Gone are the days when people used to believe that moisturizers were only meant for dry and sensitive skin. Instead, we are all familiar with the significance of adequately moisturizing the skin to keep it radiant, plump, and healthy. This is why you can find various moisturizing products online and at beauty stores.
A moisturizing product with good quality ingredients and optimal concentrations is the best way of providing the skin with the essential moisture and nourishment it needs.
Unfortunately, too much moisturizing may not suit your skin. Over-moisturizing may lead to more negative effects on the skin than good. So, how much moisturization is enough, and are you over-moisturizing your face? Keep on reading to find out.
Why You Need to Use a Moisturizer?
The first question that might spring up is why you need to apply a moisturizer. Well, while your skin can naturally moisturize itself and lock in moisture through its epidermal lipid barrier, these functions may be affected due to several internal or external factors. As a result, your skin may produce lesser amounts of natural oil, lose its essential moisture, or be unable to retain moisture due to a weaker lipid barrier.
To counter this and ensure a smooth, supple, and glowing complexion, you need to apply a moisturizer. The role of a moisturizer is to moisturize and hydrate the skin, lock moisture in the skin, and strengthen the lipid barrier to prevent transepidermal moisture loss.
Signs You Are Over-Moisturizing Your Face
While we are repeatedly advised to moisturize our skin, we are rarely told about the side effects of over-moisturizing the face and how much is enough for the skin. Therefore, it’s common to go overboard with your moisturizer and end up with problematic skin. Here are some indications that you’re using too much of your moisturizer and may need to make some adjustments:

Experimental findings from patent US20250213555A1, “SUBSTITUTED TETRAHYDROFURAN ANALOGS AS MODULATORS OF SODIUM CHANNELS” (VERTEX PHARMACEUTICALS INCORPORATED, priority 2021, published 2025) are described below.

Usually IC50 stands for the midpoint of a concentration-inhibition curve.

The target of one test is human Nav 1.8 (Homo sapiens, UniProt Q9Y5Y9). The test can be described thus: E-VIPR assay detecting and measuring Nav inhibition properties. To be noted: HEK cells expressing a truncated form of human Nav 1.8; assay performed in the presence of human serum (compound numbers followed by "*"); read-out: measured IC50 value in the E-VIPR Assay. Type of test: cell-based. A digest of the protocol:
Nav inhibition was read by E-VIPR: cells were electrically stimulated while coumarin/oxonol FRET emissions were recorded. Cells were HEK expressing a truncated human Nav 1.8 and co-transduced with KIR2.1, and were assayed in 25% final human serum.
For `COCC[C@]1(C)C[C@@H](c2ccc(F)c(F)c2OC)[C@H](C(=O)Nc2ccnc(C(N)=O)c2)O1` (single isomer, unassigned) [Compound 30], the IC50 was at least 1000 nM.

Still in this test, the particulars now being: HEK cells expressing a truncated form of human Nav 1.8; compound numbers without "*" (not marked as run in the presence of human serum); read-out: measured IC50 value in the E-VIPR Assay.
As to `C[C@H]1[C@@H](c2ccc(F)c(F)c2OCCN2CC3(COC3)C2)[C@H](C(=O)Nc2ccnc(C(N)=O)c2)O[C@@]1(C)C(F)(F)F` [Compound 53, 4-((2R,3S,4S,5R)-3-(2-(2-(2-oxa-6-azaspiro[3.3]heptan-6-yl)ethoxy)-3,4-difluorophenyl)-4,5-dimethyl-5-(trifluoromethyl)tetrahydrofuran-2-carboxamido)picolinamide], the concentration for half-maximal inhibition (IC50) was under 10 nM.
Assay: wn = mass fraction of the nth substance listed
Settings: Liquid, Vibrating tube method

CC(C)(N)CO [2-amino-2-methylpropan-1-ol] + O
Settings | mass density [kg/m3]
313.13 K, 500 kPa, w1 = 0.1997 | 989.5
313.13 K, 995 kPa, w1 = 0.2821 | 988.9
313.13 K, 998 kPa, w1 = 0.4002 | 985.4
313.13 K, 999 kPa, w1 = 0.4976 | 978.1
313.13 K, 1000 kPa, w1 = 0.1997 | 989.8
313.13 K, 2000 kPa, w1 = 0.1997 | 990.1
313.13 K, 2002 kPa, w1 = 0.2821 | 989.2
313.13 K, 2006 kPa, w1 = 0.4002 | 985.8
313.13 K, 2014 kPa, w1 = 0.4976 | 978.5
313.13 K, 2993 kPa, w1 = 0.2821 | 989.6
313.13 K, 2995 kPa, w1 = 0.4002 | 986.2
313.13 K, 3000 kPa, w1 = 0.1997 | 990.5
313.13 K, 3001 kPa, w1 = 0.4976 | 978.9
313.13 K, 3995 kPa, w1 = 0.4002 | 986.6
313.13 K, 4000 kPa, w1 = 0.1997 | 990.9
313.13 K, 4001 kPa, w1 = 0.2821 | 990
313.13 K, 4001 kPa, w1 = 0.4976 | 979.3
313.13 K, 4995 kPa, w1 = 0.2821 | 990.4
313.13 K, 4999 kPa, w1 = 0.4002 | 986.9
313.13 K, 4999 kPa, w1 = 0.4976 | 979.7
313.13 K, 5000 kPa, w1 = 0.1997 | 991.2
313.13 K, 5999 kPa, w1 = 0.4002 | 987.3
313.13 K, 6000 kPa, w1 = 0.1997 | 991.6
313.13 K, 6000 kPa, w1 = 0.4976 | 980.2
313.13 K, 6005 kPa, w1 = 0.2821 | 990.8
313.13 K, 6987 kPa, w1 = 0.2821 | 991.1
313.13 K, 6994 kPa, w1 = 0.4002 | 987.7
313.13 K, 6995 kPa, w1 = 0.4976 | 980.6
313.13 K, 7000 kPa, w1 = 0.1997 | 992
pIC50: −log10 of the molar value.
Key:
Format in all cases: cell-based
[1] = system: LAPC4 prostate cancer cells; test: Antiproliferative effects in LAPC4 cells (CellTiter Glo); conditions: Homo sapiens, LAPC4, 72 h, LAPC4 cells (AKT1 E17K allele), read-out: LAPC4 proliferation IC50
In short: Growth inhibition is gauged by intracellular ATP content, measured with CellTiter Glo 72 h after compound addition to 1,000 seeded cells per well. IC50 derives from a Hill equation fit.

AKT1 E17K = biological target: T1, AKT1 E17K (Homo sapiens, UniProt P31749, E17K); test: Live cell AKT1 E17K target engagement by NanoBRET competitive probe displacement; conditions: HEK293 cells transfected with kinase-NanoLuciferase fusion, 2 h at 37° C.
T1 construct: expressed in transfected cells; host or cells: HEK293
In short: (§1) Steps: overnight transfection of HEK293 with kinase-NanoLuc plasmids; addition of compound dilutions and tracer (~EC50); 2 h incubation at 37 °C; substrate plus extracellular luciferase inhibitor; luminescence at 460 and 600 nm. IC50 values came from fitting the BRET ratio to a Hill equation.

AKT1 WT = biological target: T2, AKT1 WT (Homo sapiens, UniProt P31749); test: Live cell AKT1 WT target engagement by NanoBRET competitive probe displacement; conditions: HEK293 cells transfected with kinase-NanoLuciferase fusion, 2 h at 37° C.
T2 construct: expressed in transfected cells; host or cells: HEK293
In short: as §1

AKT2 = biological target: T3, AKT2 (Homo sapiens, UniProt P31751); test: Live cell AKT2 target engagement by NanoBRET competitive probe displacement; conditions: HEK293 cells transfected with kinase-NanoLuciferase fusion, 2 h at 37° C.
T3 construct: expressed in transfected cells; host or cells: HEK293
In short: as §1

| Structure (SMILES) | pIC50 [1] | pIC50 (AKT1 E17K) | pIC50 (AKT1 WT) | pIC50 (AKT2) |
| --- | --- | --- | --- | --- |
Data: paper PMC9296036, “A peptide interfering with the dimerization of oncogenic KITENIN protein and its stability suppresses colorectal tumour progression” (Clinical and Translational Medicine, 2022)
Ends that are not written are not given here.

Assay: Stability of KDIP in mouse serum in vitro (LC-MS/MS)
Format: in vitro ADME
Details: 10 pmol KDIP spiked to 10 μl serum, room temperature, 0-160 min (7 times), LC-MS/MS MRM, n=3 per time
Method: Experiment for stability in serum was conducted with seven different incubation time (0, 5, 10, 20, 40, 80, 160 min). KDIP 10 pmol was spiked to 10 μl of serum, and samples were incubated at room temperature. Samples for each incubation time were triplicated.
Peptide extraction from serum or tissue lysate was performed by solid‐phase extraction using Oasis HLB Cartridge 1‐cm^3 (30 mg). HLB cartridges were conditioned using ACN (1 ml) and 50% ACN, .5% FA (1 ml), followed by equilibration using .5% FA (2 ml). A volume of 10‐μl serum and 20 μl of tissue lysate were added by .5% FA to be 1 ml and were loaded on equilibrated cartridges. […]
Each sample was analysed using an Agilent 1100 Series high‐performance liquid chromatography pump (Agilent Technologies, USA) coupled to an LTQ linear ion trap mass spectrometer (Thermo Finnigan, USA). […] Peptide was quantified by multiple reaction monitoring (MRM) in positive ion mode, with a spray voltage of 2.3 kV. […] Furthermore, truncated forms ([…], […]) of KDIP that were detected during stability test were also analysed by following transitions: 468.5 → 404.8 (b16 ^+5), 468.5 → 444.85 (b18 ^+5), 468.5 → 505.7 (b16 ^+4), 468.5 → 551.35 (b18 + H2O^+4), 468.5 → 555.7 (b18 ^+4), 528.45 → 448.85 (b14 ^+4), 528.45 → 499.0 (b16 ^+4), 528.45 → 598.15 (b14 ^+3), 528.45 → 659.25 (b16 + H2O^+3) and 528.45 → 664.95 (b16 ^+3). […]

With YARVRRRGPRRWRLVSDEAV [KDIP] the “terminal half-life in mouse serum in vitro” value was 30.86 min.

- Clogged Pores: One of the first and most prominent signs of over-moisturizing your face is that your pores are clogged. This results from the heavy formulation or excess moisturizing product building up on the skin's outer surface as it doesn’t get absorbed. Excess amounts of moisturizer in your pores can lead to a reduction in air circulation and accumulation of sebum, dirt, bacteria, and other impurities, which ultimately leads to the formation of blackheads and whiteheads.
- Acne Breakouts: Another way your skin may react to too much or too thick of a moisturizing product is increased acne flare-ups on your face. Acne breakouts can show up when your pores are clogged for some time due to the accumulation of excess product and impurities. So, if you notice breakouts for no reason, it may signal that your skin is warning you to stop over-moisturizing.